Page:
(509cw) Accelerating Ammonia Electrooxidation Catalyst Discovery through Interpretable Machine Learning | AIChE

(509cw) Accelerating Ammonia Electrooxidation Catalyst Discovery through Interpretable Machine Learning


Pillai, H. - Presenter, Virginia Tech
Wang, S. H., Virginia Tech
Xin, H., Virginia Tech
Achenie, L. E. K., National Science Foundation
The electrooxidation of ammonia to dinitrogen plays a crucial role within the nitrogen transformation cycle. It has many applications including electrochemical sensing of ammonia, wastewater remediation, and direct ammonia fuel cells. While platinum (Pt) based catalysts, specifically terminated with (100) facets, have shown promising activity. They still suffer from a large overpotential (~0.5 V) and surface deactivation. One approach that has been utilized to tackle these issues is the use of platinum based alloys1. While these alloys have shown some improvements compared to pure platinum catalysts, the lack of a clear mechanistic understanding of ammonia electrooxidation at the electrode/electrolyte interface has hindered significant improvements. To tackle this problem we have investigated the reaction mechanism for AOR on various transition metals through Density Functional Theory (DFT). Insights from this mechanistic study are combined with descriptor based kinetic modelling and machine learning tools to screen a large material space to find active and stable electrocatalysts.

Specifically, the thermodynamics and kinetics for the oxidation of NH3 to N2 on various transition metals were mapped out through DFT. These results are then used to rationalize the experimentally observed activity trends for transition metals, as well as explain what makes platinum a unique catalyst for this reaction. Furthermore these calculations are incorporated into a kinetic model to generate a volcano plot. Such an activity map allows us to evaluate catalyst activity based on the nitrogen binding energies. Using our recently developed machine learning framework 2 to predict nitrogen binding energies, we are able to screen ~9000 doped Platinum based alloys and identify new promising candidates. These catalysts are further evaluated for stability and activity through additional DFT calculations. Key mechanistic insights will be highlighted which can then be exploited in new strategies to design more active, selective and robust electrocatalysts for ammonia oxidation.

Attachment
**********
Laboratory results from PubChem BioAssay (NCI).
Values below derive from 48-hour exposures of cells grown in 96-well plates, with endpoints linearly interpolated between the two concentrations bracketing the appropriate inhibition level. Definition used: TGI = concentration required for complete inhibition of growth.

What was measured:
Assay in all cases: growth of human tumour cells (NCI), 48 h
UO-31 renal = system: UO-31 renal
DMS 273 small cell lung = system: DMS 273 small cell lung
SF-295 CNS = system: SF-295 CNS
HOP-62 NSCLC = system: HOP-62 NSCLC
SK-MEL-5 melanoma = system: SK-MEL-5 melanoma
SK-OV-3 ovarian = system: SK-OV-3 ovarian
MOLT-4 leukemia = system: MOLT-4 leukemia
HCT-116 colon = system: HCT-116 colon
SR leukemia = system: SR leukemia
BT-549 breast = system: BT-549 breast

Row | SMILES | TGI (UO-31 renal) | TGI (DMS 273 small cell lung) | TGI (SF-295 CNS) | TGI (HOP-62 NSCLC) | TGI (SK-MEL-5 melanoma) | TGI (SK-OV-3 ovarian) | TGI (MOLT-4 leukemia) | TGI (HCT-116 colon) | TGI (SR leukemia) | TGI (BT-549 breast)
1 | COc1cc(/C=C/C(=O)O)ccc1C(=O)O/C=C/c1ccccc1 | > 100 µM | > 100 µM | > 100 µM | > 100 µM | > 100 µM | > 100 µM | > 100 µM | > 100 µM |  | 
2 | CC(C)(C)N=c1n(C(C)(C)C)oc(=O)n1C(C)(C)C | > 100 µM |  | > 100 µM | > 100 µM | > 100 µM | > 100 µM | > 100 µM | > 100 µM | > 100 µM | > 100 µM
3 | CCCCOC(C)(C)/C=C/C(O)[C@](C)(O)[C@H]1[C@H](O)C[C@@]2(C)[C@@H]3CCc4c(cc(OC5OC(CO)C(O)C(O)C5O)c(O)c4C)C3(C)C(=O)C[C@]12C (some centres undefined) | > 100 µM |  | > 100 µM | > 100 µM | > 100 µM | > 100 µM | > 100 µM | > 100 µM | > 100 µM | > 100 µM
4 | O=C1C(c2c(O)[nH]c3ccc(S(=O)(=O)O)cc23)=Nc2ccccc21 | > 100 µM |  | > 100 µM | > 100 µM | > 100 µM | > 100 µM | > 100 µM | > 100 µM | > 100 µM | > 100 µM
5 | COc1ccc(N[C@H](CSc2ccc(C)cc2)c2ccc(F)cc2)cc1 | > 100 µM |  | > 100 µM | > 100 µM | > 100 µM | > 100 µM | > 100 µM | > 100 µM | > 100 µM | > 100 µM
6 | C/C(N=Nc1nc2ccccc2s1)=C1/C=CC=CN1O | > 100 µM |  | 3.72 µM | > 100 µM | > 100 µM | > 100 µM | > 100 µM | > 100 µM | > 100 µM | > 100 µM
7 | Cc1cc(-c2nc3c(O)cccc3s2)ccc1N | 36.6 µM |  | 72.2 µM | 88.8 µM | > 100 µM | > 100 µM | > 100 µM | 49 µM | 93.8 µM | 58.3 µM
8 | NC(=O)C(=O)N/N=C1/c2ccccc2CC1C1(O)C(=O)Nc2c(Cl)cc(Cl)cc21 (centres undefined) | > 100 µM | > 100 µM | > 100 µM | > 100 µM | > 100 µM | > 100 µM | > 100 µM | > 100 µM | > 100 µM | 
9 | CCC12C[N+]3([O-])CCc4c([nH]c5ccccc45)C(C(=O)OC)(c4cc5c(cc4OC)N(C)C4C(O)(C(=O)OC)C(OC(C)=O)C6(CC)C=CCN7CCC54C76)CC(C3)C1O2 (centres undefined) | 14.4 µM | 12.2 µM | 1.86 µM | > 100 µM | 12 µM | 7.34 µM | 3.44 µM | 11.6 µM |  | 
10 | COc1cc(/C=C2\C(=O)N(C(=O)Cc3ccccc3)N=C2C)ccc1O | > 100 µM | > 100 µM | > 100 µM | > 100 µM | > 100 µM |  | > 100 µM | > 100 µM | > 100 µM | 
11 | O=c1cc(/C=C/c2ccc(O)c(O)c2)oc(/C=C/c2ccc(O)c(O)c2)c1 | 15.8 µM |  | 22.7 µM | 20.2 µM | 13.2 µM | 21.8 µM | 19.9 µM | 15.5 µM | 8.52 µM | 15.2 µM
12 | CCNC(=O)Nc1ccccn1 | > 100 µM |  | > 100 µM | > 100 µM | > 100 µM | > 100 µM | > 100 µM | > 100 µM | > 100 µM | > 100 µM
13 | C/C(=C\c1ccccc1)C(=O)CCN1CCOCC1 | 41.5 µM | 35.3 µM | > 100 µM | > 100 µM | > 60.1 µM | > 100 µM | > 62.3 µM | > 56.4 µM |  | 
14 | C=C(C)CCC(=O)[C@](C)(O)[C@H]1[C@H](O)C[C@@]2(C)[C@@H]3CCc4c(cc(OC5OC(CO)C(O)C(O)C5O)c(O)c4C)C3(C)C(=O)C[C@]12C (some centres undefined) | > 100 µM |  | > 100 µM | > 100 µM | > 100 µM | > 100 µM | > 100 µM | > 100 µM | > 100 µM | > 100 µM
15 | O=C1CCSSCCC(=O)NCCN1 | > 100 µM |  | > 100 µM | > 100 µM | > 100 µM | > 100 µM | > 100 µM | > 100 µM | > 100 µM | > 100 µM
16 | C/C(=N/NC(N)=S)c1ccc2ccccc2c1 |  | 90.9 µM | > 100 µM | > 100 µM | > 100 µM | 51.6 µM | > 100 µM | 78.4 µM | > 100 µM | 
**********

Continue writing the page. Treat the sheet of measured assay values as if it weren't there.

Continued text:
(1) Li, Y.; Li, X.; Pillai, H. S.; Lattimer, J.; Mohd Adli, N. Ternary PtIrNi Catalysts for Efficient Electrochemical Ammonia Oxidation. ACS 2020.

(2) Wang, S.-H.; Pillai, H. S.; Wang, S.; Achenie, L. E. K.; Xin, H. Infusing Theory into Machine Learning for Interpretable Reactivity Prediction. arXiv [physics.chem-ph], 2021.